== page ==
Portable classrooms moved into place at Sardis Elementary. There are currently 93 portables being used in Chilliwack, giving the district the dubious distinction of having the highest student/portable ratio in the region.

Summer school

Elected officials in Chilliwack need to hit the books this some and make the case for school expansion

As school wraps up for another year in Chilliwack, our elected officials still have some homework to do.

When students clean out their desks, chances are those desks will be in a portable classroom.

That’s because Chilliwack has proportionally more students housed in portables than any other school jurisdiction in the province – even Surrey.

In schools like Cheam Elementary, there are more portables than there are permanent classrooms.

And the problem is not going away. Chilliwack’s relative affordability is making it popular with young families – families whose children are either entering, or will soon enter, the public school system.

The Chilliwack school district is bracing for that wave. It’s put in a request for $296 million for new school construction and expansion over the next five years.

Read: Chilliwack aims high in school funding request

And that’s just to help deal with the 93 portable classrooms currently in place.

It’s not the first time Chilliwack has made the plea. But so far, aside from the expansion at Promontory (which won’t even eliminate the portables there), the district has heard little.

What they do hear is funding announcements for new schools and classroom space in Surrey, Langley, New Westminster, Burnaby, Langford, Courtney, Vancouver, and even Smithers.

In Chilliwack?

Crickets.

Frankly, that’s not good enough. Every child has a right to an educational experience that includes being a part of a school community. School construction takes time and every day wasted is another day spent in a portable classroom.

School might be out for staff and students this week. But let’s hope our MLAs and our trustees are maintaining pressure on Premier John Horgan and education minster Rob Flemming to make good on their election promise to eliminate portables.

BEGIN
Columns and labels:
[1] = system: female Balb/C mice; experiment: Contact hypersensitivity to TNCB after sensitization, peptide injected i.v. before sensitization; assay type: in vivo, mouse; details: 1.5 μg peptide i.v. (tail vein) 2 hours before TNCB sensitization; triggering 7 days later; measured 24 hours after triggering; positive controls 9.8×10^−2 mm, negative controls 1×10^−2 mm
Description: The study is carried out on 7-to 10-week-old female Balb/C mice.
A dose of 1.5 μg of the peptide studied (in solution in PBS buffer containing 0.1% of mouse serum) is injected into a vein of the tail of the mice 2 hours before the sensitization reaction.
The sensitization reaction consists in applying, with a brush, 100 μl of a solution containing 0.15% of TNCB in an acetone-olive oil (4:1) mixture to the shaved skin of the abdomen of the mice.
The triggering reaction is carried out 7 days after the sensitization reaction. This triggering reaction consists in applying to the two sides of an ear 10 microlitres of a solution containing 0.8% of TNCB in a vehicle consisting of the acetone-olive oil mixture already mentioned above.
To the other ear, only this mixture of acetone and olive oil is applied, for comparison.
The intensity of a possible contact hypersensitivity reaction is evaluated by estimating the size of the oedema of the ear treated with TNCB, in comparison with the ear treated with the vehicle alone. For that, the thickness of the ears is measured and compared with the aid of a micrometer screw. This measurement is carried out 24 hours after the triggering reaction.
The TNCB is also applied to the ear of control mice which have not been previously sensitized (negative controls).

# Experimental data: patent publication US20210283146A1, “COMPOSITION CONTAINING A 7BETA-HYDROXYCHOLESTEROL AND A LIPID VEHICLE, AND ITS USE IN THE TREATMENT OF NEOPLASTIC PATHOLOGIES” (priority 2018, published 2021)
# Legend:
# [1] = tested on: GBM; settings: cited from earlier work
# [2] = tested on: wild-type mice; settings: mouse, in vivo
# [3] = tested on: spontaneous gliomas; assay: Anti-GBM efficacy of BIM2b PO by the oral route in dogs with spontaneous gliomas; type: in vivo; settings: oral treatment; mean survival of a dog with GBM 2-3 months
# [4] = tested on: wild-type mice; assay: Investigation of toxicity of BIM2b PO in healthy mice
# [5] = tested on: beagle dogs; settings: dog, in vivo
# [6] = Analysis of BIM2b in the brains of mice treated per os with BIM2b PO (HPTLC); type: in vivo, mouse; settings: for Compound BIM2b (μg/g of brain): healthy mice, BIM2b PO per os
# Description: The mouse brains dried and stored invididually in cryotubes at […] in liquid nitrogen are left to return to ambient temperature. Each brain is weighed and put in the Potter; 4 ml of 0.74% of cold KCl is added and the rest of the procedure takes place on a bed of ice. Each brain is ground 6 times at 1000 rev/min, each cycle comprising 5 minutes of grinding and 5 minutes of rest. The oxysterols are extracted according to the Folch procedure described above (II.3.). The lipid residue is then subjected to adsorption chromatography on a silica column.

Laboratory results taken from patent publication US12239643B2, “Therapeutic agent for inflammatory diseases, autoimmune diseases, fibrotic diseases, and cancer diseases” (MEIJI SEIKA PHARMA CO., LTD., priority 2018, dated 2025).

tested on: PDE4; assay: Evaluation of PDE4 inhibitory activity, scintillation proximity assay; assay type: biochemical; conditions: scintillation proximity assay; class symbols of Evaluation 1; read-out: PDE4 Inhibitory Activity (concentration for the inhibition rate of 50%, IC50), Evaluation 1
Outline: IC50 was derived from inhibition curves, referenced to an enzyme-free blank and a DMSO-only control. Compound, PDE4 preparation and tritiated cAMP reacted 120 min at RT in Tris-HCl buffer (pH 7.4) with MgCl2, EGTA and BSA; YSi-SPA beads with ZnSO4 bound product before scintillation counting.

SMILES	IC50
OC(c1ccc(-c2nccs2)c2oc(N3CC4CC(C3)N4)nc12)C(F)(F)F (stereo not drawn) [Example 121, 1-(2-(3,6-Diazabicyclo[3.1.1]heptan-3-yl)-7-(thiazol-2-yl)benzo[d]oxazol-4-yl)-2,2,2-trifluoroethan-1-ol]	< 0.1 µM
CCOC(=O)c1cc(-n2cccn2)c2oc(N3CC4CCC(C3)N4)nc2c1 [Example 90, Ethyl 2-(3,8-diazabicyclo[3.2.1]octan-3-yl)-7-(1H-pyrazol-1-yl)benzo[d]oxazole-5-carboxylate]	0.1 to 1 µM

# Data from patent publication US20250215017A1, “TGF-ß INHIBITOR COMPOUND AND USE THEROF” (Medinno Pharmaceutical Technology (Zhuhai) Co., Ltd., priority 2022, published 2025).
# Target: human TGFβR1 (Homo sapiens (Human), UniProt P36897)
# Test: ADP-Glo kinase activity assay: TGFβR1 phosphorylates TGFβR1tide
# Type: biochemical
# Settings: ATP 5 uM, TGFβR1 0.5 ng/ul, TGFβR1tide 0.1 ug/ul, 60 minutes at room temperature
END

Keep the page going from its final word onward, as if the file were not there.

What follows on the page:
Just Posted

B.C. dairy farmers say milk cup is half full in new Canada Food Guide

Despite what seems like a demotion, B.C. Dairy Association insists its inclusion is still integral

A history lesson that will leave you howling with laughter in Chilliwack

Comedy duo Hip.Bang! are in Chilliwack to share their knowledge on The History of Romance

Fingerstyle guitarist Shawna Capsi performs at Chilliwack’s Acoustic Emporium

Toronto singer-songwriter Shawna Capsi performs solo, there’s a whole band under her fingertips

Origami-inspired art lights up Chilliwack art gallery

Chilliwack textile sculpture artist Sylvie Roussel-Jannsens presents Whole, a solo exhibition

Seven Days in Chilliwack

A list of community events happening in Chilliwack from Jan. 21 to 27

VIDEO: Here’s what the B.C. legislature officers are accused of buying

Personal trips, purchases, alcohol and more laid out in 76-page report by Plecas

Arrest made in case of incapacitated woman who gave birth

A 36-year-old nurse has been arrested and charged with sexual assault

Slippery roads reported along Coquihalla

The winter weather is finally here in the Central Okanagan

$20K pay gap between women, men in Canadian tech jobs

The report defines tech workers as people either producing or making extensive use of technology, regardless of industry

Catholic student says he didn’t disrespect Native American

Many saw the white teenagers, who had travelled to Washington for an anti-abortion rally, appearing to mock the Native Americans

Former Blue Jays ace Roy Halladay voted into Baseball Hall of Fame

M’s legend Edgar Martinez, Rivera, Mussina also make the grade

South Surrey mother ‘never called 911’ after killing daughter, court hears

Crown submits evidence shows Lisa Batstone wanted eight-year-old Teagan to die

Why would the B.C. legislature need a firewood splitter?

First sign of police involvement in investigation of top managers

New Canada Food Guide nixes portion sizes, promotes plant-based proteins

Guide no longer lists milk and dairy products as a distinct food group

Most Read